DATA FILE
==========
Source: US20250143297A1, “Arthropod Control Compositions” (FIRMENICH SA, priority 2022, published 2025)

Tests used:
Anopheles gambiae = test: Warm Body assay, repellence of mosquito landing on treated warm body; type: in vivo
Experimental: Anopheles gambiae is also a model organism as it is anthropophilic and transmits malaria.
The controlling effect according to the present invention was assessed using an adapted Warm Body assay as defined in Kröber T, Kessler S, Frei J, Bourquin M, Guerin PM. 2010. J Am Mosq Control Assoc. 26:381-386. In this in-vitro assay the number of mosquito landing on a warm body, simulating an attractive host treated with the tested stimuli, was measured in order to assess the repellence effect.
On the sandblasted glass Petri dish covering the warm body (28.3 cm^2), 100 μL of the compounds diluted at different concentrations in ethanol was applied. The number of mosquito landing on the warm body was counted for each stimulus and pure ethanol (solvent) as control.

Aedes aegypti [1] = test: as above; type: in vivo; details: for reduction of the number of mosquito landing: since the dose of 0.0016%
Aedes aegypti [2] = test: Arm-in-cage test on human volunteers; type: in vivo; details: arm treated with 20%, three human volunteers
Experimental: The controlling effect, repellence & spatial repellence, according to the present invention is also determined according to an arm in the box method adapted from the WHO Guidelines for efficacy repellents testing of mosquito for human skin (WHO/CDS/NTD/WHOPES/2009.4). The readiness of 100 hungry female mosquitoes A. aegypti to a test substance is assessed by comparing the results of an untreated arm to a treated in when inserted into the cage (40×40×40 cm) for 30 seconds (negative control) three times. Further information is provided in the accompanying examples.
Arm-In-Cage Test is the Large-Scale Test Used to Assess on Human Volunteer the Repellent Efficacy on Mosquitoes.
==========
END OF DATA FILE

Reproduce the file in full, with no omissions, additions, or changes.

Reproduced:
Source: US20250143297A1, “Arthropod Control Compositions” (FIRMENICH SA, priority 2022, published 2025)

Tests used:
Anopheles gambiae = test: Warm Body assay, repellence of mosquito landing on treated warm body; type: in vivo
Experimental: Anopheles gambiae is also a model organism as it is anthropophilic and transmits malaria.
The controlling effect according to the present invention was assessed using an adapted Warm Body assay as defined in Kröber T, Kessler S, Frei J, Bourquin M, Guerin PM. 2010. J Am Mosq Control Assoc. 26:381-386. In this in-vitro assay the number of mosquito landing on a warm body, simulating an attractive host treated with the tested stimuli, was measured in order to assess the repellence effect.
On the sandblasted glass Petri dish covering the warm body (28.3 cm^2), 100 μL of the compounds diluted at different concentrations in ethanol was applied. The number of mosquito landing on the warm body was counted for each stimulus and pure ethanol (solvent) as control.

Aedes aegypti [1] = test: as above; type: in vivo; details: for reduction of the number of mosquito landing: since the dose of 0.0016%
Aedes aegypti [2] = test: Arm-in-cage test on human volunteers; type: in vivo; details: arm treated with 20%, three human volunteers
Experimental: The controlling effect, repellence & spatial repellence, according to the present invention is also determined according to an arm in the box method adapted from the WHO Guidelines for efficacy repellents testing of mosquito for human skin (WHO/CDS/NTD/WHOPES/2009.4). The readiness of 100 hungry female mosquitoes A. aegypti to a test substance is assessed by comparing the results of an untreated arm to a treated in when inserted into the cage (40×40×40 cm) for 30 seconds (negative control) three times. Further information is provided in the accompanying examples.
Arm-In-Cage Test is the Large-Scale Test Used to Assess on Human Volunteer the Repellent Efficacy on Mosquitoes.